Calling a publication Newsweek is laughable for many reasons, but out of compassion I will list only two. First, it takes for granted the existence of an important category of information – objectively different from other information – called “news.” Second, it assumes that, in the age of Twitter and the iPhone, people are happy to wait a week to learn about these unique, important “news.”
Wrong on both counts. According to this nice roundup (HT: Instapundit), the Washington Post Company has agreed to sell Newsweek for $1. For the WaPo, it’s a good move – for the buyer, not so much. Apparently the latter, Sidney Harman, is 91 years old, which would explain a lot.
I was raised in a home which subscribed to Time Magazine and Newsweek. I read both faithfully, and I can still remember the growing sense of dissatisfaction, of intellectual shadow-boxing, of something missing at the core of the Time and Newsweek pieces I consumed ever more infrequently. That something was precisely what the magazines promised: information – fact, insight, “news,” whatever – I didn’t already know.
Instead I choked on reams of purple prose. At some unmarked moment, the news magazines decided they could trump their lack of timeliness by going literary. Of course, given the talents on display, this merely compounded their decline.
Andrew Ferguson, a believer in newsweeklies, reflects on this self-indulgent strategy, personified by Newsweek’s editor Jon Meacham.
The reinvented newsmagazine has pursued a fantasy life of its own. The fantasy is a reverse of the one the old editors enjoyed. The expense accounts may be gone, the bureaus may be shuttered, and not even Meacham gets to travel first class. But editors and writers have dispensed with the necessity of satisfying a large and reliable readership and can indulge their literary aspirations at last. They get to write long “argued essays” and make “original observations” and lace them with their own (minority) opinions on politics and culture. They have released themselves from the obligation of giving readers what readers came to them for: that straightforward and comprehensive account of what just happened.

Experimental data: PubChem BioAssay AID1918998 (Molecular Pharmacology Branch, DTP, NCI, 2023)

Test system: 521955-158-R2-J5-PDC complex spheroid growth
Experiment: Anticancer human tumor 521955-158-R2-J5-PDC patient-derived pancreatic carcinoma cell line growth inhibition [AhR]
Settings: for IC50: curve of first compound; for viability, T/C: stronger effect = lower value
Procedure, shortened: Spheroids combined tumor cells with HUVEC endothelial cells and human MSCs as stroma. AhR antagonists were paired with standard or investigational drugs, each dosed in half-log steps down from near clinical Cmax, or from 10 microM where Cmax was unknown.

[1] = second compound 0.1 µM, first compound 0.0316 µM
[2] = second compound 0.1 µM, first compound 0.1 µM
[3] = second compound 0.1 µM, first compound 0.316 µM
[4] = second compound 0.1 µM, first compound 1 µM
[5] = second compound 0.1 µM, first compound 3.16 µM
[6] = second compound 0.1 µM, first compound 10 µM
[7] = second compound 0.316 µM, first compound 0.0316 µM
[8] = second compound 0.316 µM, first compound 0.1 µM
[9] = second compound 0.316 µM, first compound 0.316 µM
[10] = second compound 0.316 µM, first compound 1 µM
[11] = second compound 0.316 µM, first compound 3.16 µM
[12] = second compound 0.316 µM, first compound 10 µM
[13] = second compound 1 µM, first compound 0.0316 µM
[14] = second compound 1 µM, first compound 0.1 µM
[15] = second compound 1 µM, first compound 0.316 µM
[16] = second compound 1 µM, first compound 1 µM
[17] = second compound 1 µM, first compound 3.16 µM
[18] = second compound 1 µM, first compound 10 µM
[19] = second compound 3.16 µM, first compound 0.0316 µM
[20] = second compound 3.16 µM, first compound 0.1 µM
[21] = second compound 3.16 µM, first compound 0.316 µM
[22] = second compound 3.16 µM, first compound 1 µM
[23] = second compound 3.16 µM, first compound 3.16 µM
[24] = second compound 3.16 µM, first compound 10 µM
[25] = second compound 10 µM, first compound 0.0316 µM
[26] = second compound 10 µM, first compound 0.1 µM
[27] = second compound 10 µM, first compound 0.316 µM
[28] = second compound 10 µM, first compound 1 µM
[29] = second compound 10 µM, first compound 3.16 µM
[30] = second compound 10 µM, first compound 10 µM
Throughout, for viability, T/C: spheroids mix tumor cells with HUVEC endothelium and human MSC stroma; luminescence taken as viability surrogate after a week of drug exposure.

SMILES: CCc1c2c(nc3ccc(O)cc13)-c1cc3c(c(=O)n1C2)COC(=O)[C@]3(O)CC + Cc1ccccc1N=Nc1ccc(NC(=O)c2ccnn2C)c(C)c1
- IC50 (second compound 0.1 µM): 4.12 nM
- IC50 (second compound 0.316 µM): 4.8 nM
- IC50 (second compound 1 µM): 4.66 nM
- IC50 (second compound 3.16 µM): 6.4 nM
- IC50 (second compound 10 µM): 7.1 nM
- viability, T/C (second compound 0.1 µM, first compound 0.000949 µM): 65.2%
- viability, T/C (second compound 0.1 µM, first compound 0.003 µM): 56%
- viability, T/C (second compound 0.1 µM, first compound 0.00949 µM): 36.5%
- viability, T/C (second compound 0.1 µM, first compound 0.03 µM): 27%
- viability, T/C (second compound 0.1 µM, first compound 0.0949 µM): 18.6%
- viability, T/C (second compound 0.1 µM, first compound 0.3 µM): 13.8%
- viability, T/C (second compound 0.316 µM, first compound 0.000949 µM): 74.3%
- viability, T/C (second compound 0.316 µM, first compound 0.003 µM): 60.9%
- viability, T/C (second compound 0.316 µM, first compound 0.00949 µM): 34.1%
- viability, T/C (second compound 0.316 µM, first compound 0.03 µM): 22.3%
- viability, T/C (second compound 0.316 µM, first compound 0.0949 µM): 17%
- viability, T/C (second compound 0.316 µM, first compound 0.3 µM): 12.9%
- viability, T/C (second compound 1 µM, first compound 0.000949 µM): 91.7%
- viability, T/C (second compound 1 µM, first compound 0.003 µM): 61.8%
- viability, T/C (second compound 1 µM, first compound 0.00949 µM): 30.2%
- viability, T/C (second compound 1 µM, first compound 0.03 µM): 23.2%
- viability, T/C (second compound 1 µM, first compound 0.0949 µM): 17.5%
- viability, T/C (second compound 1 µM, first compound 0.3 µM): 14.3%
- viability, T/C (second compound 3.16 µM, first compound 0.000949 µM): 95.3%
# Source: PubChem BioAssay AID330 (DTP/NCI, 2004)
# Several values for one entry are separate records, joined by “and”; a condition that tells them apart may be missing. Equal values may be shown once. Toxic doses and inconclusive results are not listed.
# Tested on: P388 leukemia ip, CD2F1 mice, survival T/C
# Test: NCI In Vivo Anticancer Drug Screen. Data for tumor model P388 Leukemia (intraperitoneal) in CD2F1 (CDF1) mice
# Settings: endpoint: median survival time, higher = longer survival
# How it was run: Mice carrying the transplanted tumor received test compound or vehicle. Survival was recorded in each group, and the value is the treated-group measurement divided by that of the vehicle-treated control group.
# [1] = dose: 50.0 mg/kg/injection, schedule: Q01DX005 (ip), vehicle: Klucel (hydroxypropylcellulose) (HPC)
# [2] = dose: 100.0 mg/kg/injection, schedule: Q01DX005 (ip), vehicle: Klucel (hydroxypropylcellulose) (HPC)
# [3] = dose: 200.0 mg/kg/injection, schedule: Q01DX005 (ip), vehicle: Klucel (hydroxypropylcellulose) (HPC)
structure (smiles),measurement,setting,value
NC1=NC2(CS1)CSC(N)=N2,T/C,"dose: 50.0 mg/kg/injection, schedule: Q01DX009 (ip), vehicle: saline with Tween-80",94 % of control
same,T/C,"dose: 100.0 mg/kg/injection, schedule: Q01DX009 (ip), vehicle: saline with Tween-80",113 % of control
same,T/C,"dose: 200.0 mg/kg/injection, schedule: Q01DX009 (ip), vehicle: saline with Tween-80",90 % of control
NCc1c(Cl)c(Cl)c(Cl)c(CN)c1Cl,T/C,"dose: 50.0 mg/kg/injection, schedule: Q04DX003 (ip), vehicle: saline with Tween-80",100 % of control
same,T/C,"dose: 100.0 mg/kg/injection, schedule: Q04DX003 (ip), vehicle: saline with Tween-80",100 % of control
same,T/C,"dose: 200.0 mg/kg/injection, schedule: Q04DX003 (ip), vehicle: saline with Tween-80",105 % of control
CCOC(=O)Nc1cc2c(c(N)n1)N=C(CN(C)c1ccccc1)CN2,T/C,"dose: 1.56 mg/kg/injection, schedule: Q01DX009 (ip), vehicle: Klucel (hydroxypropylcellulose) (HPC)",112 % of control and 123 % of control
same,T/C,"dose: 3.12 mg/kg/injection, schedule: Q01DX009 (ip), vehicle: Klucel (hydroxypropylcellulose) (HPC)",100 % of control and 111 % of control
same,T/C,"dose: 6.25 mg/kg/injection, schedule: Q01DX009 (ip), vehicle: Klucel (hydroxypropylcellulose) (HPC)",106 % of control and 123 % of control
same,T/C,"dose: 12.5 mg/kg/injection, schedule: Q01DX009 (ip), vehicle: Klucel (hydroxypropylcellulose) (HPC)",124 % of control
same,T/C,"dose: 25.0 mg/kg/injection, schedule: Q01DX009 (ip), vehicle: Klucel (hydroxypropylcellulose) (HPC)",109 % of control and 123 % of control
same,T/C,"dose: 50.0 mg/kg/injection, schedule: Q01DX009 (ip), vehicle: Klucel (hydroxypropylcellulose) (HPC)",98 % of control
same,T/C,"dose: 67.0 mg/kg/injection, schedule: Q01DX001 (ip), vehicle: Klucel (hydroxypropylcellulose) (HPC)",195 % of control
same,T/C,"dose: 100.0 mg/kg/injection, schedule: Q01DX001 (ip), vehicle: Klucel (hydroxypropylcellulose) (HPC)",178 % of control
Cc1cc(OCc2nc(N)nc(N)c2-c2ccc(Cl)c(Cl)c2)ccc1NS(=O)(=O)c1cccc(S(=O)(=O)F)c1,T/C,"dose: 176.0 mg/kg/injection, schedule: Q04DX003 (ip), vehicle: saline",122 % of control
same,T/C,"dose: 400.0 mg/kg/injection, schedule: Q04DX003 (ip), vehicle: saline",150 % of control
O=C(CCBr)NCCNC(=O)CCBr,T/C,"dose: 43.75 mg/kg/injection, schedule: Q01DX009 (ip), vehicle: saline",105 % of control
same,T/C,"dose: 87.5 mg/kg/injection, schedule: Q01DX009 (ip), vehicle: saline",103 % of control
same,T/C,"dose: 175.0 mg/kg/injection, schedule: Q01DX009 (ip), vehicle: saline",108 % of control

Interestingly, the buyer wasn’t selected for business reasons, but because his political opinions coincide with the WaPo’s. The term used is “centrist,” but that is a meaningless term serving as a smokescreen. What WaPo means is that the new crowd will worship at the altar of the ideology of news, which holds that editors and journalists are transcendentally superior to, and must never be confused with, ordinary people.
Good luck with that business model. It’s worked great so far.